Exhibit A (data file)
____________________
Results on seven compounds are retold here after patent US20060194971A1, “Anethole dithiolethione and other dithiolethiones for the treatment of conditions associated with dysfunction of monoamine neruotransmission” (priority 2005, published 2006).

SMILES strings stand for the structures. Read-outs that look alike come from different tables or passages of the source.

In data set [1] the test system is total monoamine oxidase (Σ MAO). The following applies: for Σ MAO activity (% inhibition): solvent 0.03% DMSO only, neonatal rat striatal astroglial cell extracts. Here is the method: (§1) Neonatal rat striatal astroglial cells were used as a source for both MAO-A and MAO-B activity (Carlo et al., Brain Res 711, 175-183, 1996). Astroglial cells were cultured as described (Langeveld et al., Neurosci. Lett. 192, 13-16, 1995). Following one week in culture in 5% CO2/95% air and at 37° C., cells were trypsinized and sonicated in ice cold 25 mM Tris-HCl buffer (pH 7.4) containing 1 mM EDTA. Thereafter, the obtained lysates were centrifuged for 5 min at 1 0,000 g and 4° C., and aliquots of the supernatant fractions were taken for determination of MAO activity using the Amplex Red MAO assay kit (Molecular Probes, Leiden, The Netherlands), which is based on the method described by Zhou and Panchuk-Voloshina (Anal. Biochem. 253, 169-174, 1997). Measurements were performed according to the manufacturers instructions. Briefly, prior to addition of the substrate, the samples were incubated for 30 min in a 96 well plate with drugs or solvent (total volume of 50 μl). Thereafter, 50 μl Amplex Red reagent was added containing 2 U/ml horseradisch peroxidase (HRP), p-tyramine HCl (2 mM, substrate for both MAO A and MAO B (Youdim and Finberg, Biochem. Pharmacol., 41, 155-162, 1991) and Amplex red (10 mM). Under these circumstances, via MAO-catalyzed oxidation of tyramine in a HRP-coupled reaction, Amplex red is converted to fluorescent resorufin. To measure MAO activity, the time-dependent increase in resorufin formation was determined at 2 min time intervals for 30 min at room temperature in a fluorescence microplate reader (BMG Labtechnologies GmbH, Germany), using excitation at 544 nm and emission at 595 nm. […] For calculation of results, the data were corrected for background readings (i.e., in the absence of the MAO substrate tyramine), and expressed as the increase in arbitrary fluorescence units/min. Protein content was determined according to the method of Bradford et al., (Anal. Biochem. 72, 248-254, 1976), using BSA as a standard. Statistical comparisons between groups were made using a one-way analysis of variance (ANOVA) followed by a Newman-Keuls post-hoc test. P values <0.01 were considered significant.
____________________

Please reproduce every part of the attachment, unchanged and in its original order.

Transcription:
Results on seven compounds are retold here after patent US20060194971A1, “Anethole dithiolethione and other dithiolethiones for the treatment of conditions associated with dysfunction of monoamine neruotransmission” (priority 2005, published 2006).

SMILES strings stand for the structures. Read-outs that look alike come from different tables or passages of the source.

In data set [1] the test system is total monoamine oxidase (Σ MAO). The following applies: for Σ MAO activity (% inhibition): solvent 0.03% DMSO only, neonatal rat striatal astroglial cell extracts. Here is the method: (§1) Neonatal rat striatal astroglial cells were used as a source for both MAO-A and MAO-B activity (Carlo et al., Brain Res 711, 175-183, 1996). Astroglial cells were cultured as described (Langeveld et al., Neurosci. Lett. 192, 13-16, 1995). Following one week in culture in 5% CO2/95% air and at 37° C., cells were trypsinized and sonicated in ice cold 25 mM Tris-HCl buffer (pH 7.4) containing 1 mM EDTA. Thereafter, the obtained lysates were centrifuged for 5 min at 1 0,000 g and 4° C., and aliquots of the supernatant fractions were taken for determination of MAO activity using the Amplex Red MAO assay kit (Molecular Probes, Leiden, The Netherlands), which is based on the method described by Zhou and Panchuk-Voloshina (Anal. Biochem. 253, 169-174, 1997). Measurements were performed according to the manufacturers instructions. Briefly, prior to addition of the substrate, the samples were incubated for 30 min in a 96 well plate with drugs or solvent (total volume of 50 μl). Thereafter, 50 μl Amplex Red reagent was added containing 2 U/ml horseradisch peroxidase (HRP), p-tyramine HCl (2 mM, substrate for both MAO A and MAO B (Youdim and Finberg, Biochem. Pharmacol., 41, 155-162, 1991) and Amplex red (10 mM). Under these circumstances, via MAO-catalyzed oxidation of tyramine in a HRP-coupled reaction, Amplex red is converted to fluorescent resorufin. To measure MAO activity, the time-dependent increase in resorufin formation was determined at 2 min time intervals for 30 min at room temperature in a fluorescence microplate reader (BMG Labtechnologies GmbH, Germany), using excitation at 544 nm and emission at 595 nm. […] For calculation of results, the data were corrected for background readings (i.e., in the absence of the MAO substrate tyramine), and expressed as the increase in arbitrary fluorescence units/min. Protein content was determined according to the method of Bradford et al., (Anal. Biochem. 72, 248-254, 1976), using BSA as a standard. Statistical comparisons between groups were made using a one-way analysis of variance (ANOVA) followed by a Newman-Keuls post-hoc test. P values <0.01 were considered significant.